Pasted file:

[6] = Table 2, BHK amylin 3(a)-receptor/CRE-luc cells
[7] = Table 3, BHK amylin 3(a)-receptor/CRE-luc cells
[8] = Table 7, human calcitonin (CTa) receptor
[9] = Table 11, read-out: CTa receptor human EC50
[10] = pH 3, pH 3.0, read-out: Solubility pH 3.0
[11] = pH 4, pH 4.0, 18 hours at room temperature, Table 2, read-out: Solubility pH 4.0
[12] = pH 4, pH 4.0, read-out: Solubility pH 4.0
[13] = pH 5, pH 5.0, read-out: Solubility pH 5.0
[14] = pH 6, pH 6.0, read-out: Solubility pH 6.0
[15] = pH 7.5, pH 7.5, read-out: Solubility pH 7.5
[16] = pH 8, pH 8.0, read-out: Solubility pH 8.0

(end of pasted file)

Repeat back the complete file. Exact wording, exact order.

[6] = Table 2, BHK amylin 3(a)-receptor/CRE-luc cells
[7] = Table 3, BHK amylin 3(a)-receptor/CRE-luc cells
[8] = Table 7, human calcitonin (CTa) receptor
[9] = Table 11, read-out: CTa receptor human EC50
[10] = pH 3, pH 3.0, read-out: Solubility pH 3.0
[11] = pH 4, pH 4.0, 18 hours at room temperature, Table 2, read-out: Solubility pH 4.0
[12] = pH 4, pH 4.0, read-out: Solubility pH 4.0
[13] = pH 5, pH 5.0, read-out: Solubility pH 5.0
[14] = pH 6, pH 6.0, read-out: Solubility pH 6.0
[15] = pH 7.5, pH 7.5, read-out: Solubility pH 7.5
[16] = pH 8, pH 8.0, read-out: Solubility pH 8.0